British author Roger “R.J.” Ellory called me yesterday from Birmingham Airport, very happy to hear that his flight to Canada would be taking off in defiance of that unpronounceable Icelandic volcano, which is again disrupting European air travel.
Ellory was en route to Montreal, Canada, where he is to receive the Quebec Booksellers’ Prize for his fifth novel, A Quiet Belief in Angels. Then he’s away to France, where readers seem to have taken a particular liking to his brand of crime fiction. (It was in France that he was presented last year with the Nouvel Observateur Crime Fiction Prize.) I am so pleased for Ellory, as his tale of rejections, publication, mid-list worries, and final transformation into an international award winner should give hope to all determined scribes.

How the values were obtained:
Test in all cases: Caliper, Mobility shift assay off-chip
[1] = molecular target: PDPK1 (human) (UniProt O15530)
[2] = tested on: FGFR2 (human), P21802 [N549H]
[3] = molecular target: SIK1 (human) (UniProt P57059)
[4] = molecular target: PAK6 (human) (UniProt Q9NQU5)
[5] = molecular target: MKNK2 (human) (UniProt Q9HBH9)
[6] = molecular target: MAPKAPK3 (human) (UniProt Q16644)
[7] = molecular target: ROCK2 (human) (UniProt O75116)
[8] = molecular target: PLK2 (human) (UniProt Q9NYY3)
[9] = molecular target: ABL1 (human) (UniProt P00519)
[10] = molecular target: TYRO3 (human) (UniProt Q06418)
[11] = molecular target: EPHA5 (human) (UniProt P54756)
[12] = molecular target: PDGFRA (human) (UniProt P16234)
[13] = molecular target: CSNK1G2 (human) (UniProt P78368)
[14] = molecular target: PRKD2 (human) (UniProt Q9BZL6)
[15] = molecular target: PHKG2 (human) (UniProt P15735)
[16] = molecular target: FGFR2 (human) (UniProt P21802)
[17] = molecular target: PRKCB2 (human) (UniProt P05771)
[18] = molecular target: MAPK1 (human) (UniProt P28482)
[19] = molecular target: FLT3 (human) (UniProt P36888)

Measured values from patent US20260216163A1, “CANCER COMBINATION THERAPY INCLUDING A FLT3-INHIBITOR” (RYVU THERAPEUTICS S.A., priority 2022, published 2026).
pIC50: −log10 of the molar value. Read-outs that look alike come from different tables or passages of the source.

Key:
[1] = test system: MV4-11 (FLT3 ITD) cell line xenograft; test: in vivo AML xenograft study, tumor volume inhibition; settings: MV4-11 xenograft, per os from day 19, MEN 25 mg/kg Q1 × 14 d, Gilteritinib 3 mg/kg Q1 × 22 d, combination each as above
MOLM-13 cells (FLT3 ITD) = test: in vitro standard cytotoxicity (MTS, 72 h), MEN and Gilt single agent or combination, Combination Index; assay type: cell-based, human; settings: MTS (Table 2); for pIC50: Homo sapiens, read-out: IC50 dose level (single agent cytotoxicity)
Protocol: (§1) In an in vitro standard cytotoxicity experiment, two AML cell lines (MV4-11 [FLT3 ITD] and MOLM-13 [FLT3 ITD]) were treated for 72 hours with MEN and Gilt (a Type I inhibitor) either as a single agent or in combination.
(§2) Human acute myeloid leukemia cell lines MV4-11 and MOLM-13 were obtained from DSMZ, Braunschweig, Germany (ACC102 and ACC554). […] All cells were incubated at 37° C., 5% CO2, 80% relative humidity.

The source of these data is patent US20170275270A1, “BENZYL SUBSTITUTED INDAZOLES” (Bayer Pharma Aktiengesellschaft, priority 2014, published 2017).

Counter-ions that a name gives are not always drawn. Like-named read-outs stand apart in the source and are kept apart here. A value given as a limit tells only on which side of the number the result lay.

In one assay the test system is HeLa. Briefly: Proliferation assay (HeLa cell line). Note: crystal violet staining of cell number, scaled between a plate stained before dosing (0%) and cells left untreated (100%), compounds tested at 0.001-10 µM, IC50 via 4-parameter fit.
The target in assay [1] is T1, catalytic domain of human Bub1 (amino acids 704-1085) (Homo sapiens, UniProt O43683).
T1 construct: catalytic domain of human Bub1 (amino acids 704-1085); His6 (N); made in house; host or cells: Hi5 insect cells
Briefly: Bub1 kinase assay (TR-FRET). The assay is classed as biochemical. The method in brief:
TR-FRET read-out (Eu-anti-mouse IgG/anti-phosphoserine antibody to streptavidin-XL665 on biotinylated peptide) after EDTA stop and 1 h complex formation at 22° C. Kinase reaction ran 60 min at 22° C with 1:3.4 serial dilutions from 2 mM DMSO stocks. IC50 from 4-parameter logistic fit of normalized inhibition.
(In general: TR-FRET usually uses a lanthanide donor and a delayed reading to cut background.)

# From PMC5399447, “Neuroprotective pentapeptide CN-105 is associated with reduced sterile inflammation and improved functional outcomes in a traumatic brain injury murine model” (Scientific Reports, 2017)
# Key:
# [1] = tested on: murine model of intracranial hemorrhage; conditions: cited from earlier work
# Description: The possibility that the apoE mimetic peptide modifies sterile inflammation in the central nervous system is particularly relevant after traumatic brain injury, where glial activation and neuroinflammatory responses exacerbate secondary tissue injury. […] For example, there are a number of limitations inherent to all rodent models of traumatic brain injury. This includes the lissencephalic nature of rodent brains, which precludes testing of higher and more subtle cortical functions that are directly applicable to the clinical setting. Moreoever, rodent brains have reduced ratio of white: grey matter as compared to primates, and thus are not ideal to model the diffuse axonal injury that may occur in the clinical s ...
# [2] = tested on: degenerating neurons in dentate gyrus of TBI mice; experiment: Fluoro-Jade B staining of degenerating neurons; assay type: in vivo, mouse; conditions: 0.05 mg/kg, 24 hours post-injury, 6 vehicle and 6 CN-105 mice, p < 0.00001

Funny, it seems like only yesterday that I was heralding his early authorial efforts and getting into a spot of bother with him during our visit to Bouchercon Baltimore in 2008.
Ellory and I are planning to defy the volcano again this fall, when we jet west to Bouchercon in San Francisco. It will be a time for me to see old friends and to make some new acquaintances, and an opportunity for Ellory to publicize not only A Quiet Belief in Angels, but also his newest work, The Anniversary Man, which Overlook Press has slated for a June release in the States.